Why Home Health Providers Are Taking The Lead On ‘Z-Code’ Utilization

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Home-based care providers are constantly looking for new ways to prove their value. One way they’re doing so is through Z-codes.

Z-codes – encounter reason codes that document social determinants of health (SDoH) data – are relatively new. They are also rarely used, appearing in less than 1% of all medical claims. But some of the organizations documenting them the most are home health providers. 

Of the 10 health care providers using Z-codes most frequently, three of them are home health providers, including the top two, according to a LexisNexis data analysis.


Health care experts see Z-codes as a way to break down silos, up data tracking and create a larger seat at the proverbial health care table for home-based care providers. Because of their access to patients’ homes – the most intimate and telling setting – documenting SDoH concerns through Z-coding is a unique opportunity for providers.

“Home health providers have a very close-knit relationship with the patients that they serve; they see them more regularly and in their homes, rather than in a traditional clinical setting,” Diana Zuskov, the associate VP of health care strategy at LexisNexis Risk Solutions, told Home Health Care News. “It makes sense that it’s easier for them to ask questions about SDoH. When you’re in someone’s home, it’s a more natural conversation to say, ‘What did you eat today, and who else lives in this home?’” 

LexisNexis Risk Solutions is a data and analytics company that also provides technology services and predictive insights for multiple industries, including health care.


While Z-coding can begin with a simple question, such as the ones mentioned above, they can also kickstart a more holistic and smart health care journey for patients. Once those concerns are documented, the rest of the providers on the continuum can adjust their care with them in mind.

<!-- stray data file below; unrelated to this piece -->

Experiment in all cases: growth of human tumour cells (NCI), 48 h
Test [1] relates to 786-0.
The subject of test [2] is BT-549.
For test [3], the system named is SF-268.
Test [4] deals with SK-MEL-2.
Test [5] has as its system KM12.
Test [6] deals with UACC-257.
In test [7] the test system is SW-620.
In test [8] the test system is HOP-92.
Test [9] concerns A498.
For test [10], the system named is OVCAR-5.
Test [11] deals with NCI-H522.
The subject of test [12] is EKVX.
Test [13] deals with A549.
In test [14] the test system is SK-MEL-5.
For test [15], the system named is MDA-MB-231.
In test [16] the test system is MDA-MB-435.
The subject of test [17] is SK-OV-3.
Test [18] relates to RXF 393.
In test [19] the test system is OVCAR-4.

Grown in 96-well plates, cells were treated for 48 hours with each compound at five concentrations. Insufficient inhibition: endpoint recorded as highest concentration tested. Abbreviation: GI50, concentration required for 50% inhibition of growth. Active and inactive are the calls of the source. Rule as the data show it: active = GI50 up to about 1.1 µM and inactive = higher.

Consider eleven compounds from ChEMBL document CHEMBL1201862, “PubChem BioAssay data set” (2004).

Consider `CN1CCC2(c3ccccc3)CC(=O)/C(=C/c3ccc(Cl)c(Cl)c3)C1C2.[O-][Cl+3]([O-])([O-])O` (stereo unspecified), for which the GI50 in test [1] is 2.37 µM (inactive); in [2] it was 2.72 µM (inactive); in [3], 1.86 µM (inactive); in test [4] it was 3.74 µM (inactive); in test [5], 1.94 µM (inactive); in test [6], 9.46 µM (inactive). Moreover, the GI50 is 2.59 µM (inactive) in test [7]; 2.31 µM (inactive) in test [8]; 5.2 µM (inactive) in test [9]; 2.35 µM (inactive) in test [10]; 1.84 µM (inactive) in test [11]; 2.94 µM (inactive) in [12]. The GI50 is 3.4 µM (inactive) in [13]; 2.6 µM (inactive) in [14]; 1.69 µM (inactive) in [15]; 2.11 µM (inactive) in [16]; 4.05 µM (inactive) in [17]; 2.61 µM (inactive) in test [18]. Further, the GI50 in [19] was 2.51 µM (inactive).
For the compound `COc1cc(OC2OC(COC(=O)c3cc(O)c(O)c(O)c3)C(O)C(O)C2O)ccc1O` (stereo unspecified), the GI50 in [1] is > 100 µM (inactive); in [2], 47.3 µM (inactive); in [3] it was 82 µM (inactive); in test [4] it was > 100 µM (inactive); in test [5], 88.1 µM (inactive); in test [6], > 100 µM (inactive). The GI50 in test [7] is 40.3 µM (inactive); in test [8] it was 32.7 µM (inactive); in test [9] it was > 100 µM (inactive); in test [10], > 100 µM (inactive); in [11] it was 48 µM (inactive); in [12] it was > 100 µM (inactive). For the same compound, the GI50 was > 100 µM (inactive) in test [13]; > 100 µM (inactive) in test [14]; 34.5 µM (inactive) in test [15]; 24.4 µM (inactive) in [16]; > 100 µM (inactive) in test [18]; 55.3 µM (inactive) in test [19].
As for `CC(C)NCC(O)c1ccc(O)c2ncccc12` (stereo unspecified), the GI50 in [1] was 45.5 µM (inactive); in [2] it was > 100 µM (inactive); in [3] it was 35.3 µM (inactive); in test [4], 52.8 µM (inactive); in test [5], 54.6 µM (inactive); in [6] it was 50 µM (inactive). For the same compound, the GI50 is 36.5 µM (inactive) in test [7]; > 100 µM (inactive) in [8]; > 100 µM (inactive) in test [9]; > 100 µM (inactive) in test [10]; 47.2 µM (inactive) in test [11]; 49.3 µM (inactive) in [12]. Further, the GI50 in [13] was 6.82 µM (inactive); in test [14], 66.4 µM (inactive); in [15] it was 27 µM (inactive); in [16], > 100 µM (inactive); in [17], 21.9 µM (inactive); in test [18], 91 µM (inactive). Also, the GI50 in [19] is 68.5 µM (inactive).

Those concerns can include food insecurity, lack of transportation access, pest problems and other issues with housing.

Home-based care providers across the spectrum have touted their ability to track and address SDoH issues, especially of late. Though home health operators are generally considered post-acute care providers, Z-codes allow them to impact a patient’s health in a proactive – and not just reactive – way.

“With SDoH, we obviously don’t want to put them really high up on our list because usually, that’s not our focus of care,” J’non Griffin, principal and SVP of coding at SimiTree, told HHCN. “However, it does play a part in the overall care planning of that patient, and [using Z-codes] makes it individualized. So, if the patient doesn’t have running water or if they have food insecurity, our care plan needs to be around some of those social determinants of health.”

Griffin believes that Z-codes are just one avenue the Centers for Medicare & Medicaid Services (CMS) is taking to get providers to look more holistically at patients.

In the past, home health providers were more focused on a specific task at hand – a wound, or specific post-surgery recovery plan. Now, that mindset is changing.

It’s also another argument for more service lines, or for more partnerships. With those, home health providers can play a part in closing some of the gaps in care they recognize.